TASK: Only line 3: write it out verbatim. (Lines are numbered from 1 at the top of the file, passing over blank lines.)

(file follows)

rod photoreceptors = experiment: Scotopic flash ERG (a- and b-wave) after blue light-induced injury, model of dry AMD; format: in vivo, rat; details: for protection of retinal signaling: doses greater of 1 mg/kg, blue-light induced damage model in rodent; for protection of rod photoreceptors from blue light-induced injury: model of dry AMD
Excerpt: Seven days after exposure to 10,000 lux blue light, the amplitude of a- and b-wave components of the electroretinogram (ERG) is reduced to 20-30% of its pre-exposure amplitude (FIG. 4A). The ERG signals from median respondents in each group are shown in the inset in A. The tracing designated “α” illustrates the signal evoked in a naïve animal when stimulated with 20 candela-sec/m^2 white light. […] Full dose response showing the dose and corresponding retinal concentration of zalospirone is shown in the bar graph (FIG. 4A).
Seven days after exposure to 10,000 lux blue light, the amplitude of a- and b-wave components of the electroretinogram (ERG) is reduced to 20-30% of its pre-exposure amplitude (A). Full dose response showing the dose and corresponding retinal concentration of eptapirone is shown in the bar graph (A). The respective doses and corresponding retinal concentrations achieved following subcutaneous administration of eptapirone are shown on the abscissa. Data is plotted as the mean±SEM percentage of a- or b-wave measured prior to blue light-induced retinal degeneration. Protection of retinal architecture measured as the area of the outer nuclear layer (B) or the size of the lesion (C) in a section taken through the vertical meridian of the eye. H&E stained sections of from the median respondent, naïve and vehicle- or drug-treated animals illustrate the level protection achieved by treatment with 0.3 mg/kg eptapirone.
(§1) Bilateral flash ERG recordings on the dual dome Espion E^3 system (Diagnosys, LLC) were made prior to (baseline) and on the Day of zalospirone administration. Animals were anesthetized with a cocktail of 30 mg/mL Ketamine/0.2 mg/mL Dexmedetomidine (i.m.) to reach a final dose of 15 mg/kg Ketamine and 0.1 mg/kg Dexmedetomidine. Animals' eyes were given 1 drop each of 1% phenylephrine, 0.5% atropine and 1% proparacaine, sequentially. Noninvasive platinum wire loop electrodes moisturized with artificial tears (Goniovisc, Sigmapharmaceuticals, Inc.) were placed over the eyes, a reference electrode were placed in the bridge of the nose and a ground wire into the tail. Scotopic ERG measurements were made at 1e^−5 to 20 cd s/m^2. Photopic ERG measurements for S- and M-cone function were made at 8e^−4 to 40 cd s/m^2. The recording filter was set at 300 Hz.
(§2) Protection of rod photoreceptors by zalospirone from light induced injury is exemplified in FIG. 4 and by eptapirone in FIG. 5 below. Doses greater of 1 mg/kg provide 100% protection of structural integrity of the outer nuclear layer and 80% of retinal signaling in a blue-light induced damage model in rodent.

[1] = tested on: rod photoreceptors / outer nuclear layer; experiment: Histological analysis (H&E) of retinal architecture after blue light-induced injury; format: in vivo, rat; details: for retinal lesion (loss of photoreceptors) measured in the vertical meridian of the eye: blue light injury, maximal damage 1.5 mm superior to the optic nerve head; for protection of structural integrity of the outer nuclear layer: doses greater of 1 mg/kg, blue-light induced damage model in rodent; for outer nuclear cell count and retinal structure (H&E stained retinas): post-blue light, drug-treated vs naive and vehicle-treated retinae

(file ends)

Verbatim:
Seven days after exposure to 10,000 lux blue light, the amplitude of a- and b-wave components of the electroretinogram (ERG) is reduced to 20-30% of its pre-exposure amplitude (A). Full dose response showing the dose and corresponding retinal concentration of eptapirone is shown in the bar graph (A). The respective doses and corresponding retinal concentrations achieved following subcutaneous administration of eptapirone are shown on the abscissa. Data is plotted as the mean±SEM percentage of a- or b-wave measured prior to blue light-induced retinal degeneration. Protection of retinal architecture measured as the area of the outer nuclear layer (B) or the size of the lesion (C) in a section taken through the vertical meridian of the eye. H&E stained sections of from the median respondent, naïve and vehicle- or drug-treated animals illustrate the level protection achieved by treatment with 0.3 mg/kg eptapirone.